“We are disappointed that, despite the overwhelming support for the principles in our proposals, there has been next to no dialogue between government and our group since the end of 2018”
The Ministry broadly welcomed the proposals we had made to them at their request. Given the many different tenant viewpoints on how national tenant representation should be established, we have always proposed that A Voice for Tenants should be established through an extensive tenant-led national consultation with tenants. We saw this as a start to what would need to be a long-term means of building tenant involvement in the political process, which would need to include engagement with tenants in many different ways. The Ministry has asked us on many occasions to amend our proposals, which we have done, and the Ministry asked us to set out how national consultation should take place in our submission to the Social Housing Green Paper, which we also did.
We are disappointed that, despite the overwhelming support for the principles in our proposals, there has been next to no dialogue between government and our group since the end of 2018.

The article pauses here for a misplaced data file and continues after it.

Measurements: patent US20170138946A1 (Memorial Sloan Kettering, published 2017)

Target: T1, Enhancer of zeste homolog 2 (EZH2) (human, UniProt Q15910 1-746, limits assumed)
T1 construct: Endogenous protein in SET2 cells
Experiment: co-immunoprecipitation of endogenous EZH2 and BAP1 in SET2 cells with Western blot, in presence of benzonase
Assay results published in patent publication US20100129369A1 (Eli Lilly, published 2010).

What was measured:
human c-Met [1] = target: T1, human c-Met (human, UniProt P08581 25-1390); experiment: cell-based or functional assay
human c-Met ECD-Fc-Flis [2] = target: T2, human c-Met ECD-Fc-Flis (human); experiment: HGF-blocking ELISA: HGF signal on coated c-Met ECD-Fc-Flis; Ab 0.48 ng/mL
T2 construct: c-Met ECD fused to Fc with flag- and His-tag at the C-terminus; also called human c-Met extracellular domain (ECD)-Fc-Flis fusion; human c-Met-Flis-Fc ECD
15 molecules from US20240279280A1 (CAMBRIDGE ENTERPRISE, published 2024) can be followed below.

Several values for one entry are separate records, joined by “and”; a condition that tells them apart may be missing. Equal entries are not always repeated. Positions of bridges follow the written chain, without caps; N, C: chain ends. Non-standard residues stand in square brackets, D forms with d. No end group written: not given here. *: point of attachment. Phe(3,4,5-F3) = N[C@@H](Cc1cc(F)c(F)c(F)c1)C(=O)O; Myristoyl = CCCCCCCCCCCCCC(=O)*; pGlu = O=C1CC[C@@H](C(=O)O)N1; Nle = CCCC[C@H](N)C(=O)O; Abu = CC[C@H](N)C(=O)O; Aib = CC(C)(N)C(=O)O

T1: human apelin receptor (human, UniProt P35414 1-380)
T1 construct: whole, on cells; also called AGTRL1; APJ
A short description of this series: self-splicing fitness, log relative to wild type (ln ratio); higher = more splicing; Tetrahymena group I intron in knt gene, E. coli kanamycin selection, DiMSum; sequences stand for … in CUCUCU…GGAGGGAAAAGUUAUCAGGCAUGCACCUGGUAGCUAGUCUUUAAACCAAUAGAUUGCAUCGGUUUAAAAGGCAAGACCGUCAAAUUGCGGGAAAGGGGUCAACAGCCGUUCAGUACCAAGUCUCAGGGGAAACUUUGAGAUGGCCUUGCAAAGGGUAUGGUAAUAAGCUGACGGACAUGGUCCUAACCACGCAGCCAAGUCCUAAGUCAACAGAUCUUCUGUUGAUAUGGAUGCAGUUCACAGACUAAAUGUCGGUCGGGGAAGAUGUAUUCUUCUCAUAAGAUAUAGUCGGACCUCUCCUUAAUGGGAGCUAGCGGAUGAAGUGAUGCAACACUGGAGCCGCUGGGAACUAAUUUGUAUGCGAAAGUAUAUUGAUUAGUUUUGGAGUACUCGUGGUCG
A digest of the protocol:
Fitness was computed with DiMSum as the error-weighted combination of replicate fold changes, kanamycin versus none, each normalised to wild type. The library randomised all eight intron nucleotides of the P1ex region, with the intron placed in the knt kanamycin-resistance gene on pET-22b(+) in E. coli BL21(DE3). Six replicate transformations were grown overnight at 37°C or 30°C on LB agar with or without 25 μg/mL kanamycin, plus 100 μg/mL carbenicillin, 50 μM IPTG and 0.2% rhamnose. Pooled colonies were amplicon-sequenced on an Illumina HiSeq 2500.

Time has moved on since we made our initial proposals to government in July 2017. More tenant groups are emerging, most of them with stronger views than ours that government should have taken action much sooner to redress power imbalances between tenants and landlords. We recognise that different proposals than ours may be appropriate now, and that we on the A Voice for Tenants Steering Group may not be the right people to take forward the national tenant representation debate on behalf of tenants. It is also the case that our group – which has had no financial resources – is now finding it hard to progress any further. Our last meeting had six people present in person, with a further nine people who could not afford train fares attending on the phone. Perhaps we were naïve, but we never anticipated that it would take nearly two years for any progress to be made and that there would
still be no resources to enable even our small group of tenants to debate issues.
The fundamental question remains regarding how the government and the sector are going to ensure that four million social housing tenants are going to be brought into the political process. If our proposals to government are not what is needed, then what is the government going to do to achieve the prime minister’s aim? How can the housing sector assist in this aim? We invite government and the sector to take part in a sectoral debate on this issue to be hosted by Inside Housing.
These are important issues within the fabric of our society. It is a fundamental democratic deficit that
the views of the eight million people living in the four million social housing tenanted homes are being ignored. Most social housing tenants feel totally disregarded and disrespected by politicians and their landlords alike. Unless we start to take steps to address their alienation and powerlessness, there will be long-term negative consequences for society as a result of it.
Leslie Channon, chair, A Voice for Tenants Steering Group